C# with Mono

I’ve been wanting to learn C#. It seems everything is done in C# these days. But I have a Mac. I thought that the only way to program with C# would be on Windows XP via WMWare, but after a bit of research I found I was mistaken.

Enter Mono. (Mono, as in the prefix meaning “one,” not as in the disease.) Mono is an open source, cross platform implementation of the .Net Framework. It is available on a large number of platforms, including Mac OS X, Windows and Linux. Sounds cool, eh? That’s what I thought anyway. So I was excited to download and try it. It even comes with it’s own little IDE, MonoDevelop.

After I installed Mono and MonoDevelop, I was able to compile a quick “Hello World” console application. That was fun and easy. I wondered if I would be able to do the same with a Windows.Forms application. This is where I ran into some complications.

Whenever I tried to use System.Windows.Forms, I would get the following error:

The type or namespace name ‘Windows’ does not exist in the namespace ‘System’. Are you missing an assembly reference?

I searched all around to see what this could possibly mean. The Mono Project website said they supported Windows.Forms on Mac OS X. I had the full version of Mono. I reinstalled Mono and MonoDevelop several times. Unfortunately, since Mono is so new and there isn’t much of a Mac community for it, I was lost.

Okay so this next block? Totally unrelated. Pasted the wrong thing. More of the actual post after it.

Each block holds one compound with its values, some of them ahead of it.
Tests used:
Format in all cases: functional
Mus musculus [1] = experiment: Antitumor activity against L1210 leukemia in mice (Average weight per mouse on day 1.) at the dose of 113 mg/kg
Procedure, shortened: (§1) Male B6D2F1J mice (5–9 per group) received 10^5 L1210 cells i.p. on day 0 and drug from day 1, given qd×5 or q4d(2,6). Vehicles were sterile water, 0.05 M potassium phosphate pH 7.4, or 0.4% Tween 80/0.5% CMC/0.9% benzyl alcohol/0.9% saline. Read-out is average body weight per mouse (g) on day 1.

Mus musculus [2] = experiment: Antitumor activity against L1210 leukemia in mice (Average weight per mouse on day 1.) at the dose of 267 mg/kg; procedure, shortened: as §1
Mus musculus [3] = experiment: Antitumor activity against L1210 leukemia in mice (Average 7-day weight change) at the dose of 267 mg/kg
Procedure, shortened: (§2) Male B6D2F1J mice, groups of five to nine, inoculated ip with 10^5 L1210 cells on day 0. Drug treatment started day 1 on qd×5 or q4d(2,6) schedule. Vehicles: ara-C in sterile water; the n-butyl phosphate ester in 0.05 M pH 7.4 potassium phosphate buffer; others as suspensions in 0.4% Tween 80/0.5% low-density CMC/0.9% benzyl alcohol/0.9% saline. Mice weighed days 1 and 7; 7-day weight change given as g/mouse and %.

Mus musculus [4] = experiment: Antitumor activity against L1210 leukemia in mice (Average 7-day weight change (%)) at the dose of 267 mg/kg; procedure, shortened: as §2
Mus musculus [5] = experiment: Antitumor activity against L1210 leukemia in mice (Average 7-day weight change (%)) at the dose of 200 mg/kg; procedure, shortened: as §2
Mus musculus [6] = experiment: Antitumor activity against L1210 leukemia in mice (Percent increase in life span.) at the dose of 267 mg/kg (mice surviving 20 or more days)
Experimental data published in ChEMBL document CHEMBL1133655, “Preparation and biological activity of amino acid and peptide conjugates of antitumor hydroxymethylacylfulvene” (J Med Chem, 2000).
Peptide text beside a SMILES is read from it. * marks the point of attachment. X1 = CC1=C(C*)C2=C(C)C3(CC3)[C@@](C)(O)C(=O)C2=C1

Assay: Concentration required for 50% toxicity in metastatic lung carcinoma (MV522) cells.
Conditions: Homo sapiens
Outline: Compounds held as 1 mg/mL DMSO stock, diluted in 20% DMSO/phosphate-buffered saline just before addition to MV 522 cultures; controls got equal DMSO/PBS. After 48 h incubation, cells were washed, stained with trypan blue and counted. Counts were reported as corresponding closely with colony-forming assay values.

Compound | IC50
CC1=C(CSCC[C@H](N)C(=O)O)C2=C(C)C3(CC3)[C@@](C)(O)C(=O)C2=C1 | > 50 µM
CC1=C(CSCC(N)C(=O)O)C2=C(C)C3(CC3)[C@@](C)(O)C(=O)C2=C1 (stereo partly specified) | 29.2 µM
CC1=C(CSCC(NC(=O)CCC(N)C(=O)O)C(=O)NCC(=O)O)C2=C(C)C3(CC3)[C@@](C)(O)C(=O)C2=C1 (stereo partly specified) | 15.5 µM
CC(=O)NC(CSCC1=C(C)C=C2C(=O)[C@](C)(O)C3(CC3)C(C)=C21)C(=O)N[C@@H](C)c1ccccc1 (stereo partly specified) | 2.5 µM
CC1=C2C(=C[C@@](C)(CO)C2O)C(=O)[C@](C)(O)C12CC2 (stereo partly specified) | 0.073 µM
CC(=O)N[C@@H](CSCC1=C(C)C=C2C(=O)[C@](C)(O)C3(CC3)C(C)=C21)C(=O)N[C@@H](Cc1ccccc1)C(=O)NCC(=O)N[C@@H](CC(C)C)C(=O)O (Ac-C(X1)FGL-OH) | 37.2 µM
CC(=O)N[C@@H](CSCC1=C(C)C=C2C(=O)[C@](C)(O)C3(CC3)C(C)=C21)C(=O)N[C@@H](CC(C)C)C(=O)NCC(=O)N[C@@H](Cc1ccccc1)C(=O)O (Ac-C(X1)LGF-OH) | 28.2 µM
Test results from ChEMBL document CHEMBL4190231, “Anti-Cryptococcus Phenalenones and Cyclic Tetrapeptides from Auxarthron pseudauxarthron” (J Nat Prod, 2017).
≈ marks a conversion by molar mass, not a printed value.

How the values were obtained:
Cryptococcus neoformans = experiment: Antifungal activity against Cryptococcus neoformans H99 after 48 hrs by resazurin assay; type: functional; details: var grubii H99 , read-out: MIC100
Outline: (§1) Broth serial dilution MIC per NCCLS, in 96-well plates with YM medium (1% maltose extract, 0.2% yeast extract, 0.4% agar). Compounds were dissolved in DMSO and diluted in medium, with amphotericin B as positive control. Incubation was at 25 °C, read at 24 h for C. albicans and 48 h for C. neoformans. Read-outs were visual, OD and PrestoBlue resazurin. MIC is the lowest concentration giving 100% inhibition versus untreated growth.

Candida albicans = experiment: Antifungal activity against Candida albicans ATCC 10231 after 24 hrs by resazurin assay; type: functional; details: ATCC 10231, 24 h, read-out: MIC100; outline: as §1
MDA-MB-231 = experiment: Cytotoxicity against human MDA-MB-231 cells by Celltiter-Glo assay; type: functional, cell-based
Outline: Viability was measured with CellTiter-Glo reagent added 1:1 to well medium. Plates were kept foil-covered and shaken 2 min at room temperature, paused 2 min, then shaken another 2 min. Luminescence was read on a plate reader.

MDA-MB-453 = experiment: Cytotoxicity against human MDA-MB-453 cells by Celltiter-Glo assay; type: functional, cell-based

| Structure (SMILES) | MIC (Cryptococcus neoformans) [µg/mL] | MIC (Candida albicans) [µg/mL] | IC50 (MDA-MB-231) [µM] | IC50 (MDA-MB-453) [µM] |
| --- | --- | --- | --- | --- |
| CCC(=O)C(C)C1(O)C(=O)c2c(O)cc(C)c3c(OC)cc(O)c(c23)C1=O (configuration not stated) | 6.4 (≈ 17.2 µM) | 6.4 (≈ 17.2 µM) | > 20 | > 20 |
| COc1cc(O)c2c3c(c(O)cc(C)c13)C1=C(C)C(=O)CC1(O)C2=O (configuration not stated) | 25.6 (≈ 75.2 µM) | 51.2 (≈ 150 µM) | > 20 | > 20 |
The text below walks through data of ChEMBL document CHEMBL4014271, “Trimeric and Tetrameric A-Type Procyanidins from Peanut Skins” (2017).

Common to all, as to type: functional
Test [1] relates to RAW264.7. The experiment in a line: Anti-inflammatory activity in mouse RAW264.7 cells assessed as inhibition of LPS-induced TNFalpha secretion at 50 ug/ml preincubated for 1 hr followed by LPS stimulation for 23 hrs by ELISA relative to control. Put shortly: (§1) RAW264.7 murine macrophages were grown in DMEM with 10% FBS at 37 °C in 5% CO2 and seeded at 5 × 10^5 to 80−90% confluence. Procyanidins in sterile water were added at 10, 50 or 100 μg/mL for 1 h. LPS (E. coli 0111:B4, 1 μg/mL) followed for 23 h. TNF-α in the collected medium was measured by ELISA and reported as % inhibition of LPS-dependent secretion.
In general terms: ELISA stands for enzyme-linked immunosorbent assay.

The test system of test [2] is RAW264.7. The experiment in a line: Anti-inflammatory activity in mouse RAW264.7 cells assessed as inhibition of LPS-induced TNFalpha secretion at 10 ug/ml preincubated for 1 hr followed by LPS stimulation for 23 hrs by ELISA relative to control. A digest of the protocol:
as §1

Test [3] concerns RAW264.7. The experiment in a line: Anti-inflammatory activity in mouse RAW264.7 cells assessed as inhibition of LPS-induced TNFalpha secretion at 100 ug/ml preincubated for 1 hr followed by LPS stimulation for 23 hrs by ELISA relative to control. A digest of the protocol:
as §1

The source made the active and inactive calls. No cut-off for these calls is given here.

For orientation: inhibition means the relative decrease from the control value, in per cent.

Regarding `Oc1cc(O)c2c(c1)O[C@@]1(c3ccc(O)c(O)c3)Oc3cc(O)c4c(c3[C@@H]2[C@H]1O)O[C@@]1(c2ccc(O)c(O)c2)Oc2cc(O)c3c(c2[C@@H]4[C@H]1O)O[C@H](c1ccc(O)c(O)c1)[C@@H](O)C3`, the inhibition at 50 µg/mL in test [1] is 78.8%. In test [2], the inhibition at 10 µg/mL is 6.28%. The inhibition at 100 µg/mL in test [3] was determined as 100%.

Finally, I stumbled on the Edit References window in MonoDevelop and found what I was missing. To find it:

  1. In the Project menu, select Edit References.
  2. On the Packages tab, scroll down to and select the assembly you wish to include (mine was System.Windows.Forms).
  3. Click OK.

And that’s all there is to it. My “Hello Form” project compiled just fine. It is important to note, that in order for the Edit References option to be available in the Project menu, you need to be working in an active project, or solution. When I was first trying to compile my “Hello Form” program, I had opened it as a single file and that was a mistake.

It might be best to note here also that System is another available assembly in the list. If you ever get a “missing assembly reference” error, check that list!

The code for my “Hello Form” program was very simple:

using System;
using System.Windows.Forms;

namespace HelloForm
    public class HelloForm : Form
        public static void Main()
            Application.Run(new HelloForm());